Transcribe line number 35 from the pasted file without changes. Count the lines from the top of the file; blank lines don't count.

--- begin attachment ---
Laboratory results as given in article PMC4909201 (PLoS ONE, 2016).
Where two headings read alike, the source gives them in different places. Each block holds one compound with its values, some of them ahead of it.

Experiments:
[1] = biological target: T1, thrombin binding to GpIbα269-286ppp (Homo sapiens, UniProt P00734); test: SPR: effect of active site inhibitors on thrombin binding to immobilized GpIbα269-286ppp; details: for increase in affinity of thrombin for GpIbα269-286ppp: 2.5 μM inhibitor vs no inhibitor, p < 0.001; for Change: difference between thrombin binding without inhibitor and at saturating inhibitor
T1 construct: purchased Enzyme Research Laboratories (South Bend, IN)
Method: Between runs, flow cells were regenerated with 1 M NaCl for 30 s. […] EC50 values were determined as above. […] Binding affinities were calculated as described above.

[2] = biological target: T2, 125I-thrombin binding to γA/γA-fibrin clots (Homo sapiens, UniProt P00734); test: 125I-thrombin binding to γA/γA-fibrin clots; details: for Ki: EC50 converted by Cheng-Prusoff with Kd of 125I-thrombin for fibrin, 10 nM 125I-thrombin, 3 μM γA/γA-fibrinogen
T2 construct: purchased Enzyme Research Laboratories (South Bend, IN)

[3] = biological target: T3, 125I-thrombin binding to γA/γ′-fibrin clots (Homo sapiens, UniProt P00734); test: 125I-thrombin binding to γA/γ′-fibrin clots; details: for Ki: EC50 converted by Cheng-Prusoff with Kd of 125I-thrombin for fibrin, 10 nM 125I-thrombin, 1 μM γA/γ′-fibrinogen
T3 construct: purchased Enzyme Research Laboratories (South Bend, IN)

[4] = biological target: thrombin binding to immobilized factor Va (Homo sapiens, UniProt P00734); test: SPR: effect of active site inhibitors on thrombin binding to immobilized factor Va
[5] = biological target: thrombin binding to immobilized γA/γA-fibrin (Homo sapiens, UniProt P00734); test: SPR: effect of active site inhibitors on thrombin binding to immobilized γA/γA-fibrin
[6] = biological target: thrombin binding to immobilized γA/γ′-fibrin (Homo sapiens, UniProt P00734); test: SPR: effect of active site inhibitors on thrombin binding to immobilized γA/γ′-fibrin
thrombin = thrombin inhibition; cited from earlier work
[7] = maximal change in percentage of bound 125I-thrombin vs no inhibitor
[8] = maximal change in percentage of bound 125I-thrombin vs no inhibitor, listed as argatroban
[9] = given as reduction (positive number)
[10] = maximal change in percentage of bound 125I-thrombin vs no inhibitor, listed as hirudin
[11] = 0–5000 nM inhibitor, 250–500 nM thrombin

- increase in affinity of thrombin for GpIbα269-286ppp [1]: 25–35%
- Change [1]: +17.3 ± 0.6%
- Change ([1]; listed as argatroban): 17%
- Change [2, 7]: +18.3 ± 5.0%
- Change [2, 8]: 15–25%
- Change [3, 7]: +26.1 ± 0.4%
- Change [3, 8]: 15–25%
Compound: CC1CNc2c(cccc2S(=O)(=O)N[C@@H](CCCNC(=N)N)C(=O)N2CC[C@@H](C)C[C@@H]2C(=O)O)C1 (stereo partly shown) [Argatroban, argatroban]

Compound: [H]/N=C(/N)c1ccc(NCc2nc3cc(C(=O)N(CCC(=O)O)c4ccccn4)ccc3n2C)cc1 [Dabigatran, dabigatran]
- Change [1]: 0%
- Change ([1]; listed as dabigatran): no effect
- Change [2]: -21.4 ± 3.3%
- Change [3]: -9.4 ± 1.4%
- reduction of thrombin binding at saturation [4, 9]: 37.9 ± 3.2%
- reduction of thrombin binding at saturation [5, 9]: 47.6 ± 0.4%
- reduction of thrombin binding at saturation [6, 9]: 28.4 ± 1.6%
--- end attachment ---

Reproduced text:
- reduction of thrombin binding at saturation [6, 9]: 28.4 ± 1.6%